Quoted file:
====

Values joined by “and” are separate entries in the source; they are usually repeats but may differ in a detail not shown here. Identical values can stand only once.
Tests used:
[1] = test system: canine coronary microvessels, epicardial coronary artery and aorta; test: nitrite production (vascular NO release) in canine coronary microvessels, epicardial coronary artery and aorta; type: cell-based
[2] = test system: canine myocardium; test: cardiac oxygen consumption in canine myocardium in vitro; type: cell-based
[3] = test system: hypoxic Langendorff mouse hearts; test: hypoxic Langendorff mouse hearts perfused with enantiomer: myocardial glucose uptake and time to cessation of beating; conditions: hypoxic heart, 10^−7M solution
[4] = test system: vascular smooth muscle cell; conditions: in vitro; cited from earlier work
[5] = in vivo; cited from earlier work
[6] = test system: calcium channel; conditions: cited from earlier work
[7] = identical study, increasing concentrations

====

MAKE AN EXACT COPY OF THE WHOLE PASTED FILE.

Values joined by “and” are separate entries in the source; they are usually repeats but may differ in a detail not shown here. Identical values can stand only once.
Tests used:
[1] = test system: canine coronary microvessels, epicardial coronary artery and aorta; test: nitrite production (vascular NO release) in canine coronary microvessels, epicardial coronary artery and aorta; type: cell-based
[2] = test system: canine myocardium; test: cardiac oxygen consumption in canine myocardium in vitro; type: cell-based
[3] = test system: hypoxic Langendorff mouse hearts; test: hypoxic Langendorff mouse hearts perfused with enantiomer: myocardial glucose uptake and time to cessation of beating; conditions: hypoxic heart, 10^−7M solution
[4] = test system: vascular smooth muscle cell; conditions: in vitro; cited from earlier work
[5] = in vivo; cited from earlier work
[6] = test system: calcium channel; conditions: cited from earlier work
[7] = identical study, increasing concentrations